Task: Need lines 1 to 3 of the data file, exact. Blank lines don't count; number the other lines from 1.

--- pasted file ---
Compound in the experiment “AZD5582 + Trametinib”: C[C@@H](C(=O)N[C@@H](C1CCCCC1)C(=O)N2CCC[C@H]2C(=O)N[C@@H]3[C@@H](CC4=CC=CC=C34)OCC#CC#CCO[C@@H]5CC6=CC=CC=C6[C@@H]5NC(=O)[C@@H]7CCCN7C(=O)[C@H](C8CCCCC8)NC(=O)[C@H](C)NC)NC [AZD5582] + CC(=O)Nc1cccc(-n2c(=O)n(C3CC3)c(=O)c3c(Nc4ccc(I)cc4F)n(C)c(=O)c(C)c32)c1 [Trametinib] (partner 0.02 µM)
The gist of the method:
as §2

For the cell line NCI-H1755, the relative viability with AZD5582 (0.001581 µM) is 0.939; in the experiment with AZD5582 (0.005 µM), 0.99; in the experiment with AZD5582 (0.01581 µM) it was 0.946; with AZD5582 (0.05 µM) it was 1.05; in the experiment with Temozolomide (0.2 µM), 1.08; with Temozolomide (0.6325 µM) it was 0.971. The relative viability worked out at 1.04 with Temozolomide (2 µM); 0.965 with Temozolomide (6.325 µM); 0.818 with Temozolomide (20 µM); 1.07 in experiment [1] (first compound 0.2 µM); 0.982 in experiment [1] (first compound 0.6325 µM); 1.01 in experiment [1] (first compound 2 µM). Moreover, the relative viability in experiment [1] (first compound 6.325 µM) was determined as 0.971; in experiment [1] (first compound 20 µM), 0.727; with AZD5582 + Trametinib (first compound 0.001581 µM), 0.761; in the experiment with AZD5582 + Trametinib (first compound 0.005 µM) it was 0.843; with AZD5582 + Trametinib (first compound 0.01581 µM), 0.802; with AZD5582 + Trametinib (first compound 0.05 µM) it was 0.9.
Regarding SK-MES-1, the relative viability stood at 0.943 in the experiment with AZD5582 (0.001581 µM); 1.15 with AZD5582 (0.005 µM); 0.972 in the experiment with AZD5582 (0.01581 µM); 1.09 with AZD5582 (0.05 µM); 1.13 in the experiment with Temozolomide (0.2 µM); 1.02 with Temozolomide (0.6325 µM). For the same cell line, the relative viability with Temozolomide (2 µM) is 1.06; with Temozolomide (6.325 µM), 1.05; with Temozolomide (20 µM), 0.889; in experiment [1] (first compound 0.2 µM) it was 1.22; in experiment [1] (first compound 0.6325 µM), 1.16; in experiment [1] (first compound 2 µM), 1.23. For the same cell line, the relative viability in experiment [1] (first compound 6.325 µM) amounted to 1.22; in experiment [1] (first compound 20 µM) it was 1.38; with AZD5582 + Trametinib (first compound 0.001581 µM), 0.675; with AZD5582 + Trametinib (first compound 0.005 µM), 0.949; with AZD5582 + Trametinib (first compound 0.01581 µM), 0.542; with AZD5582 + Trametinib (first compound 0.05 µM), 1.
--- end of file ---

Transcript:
Compound in the experiment “AZD5582 + Trametinib”: C[C@@H](C(=O)N[C@@H](C1CCCCC1)C(=O)N2CCC[C@H]2C(=O)N[C@@H]3[C@@H](CC4=CC=CC=C34)OCC#CC#CCO[C@@H]5CC6=CC=CC=C6[C@@H]5NC(=O)[C@@H]7CCCN7C(=O)[C@H](C8CCCCC8)NC(=O)[C@H](C)NC)NC [AZD5582] + CC(=O)Nc1cccc(-n2c(=O)n(C3CC3)c(=O)c3c(Nc4ccc(I)cc4F)n(C)c(=O)c(C)c32)c1 [Trametinib] (partner 0.02 µM)
The gist of the method:
as §2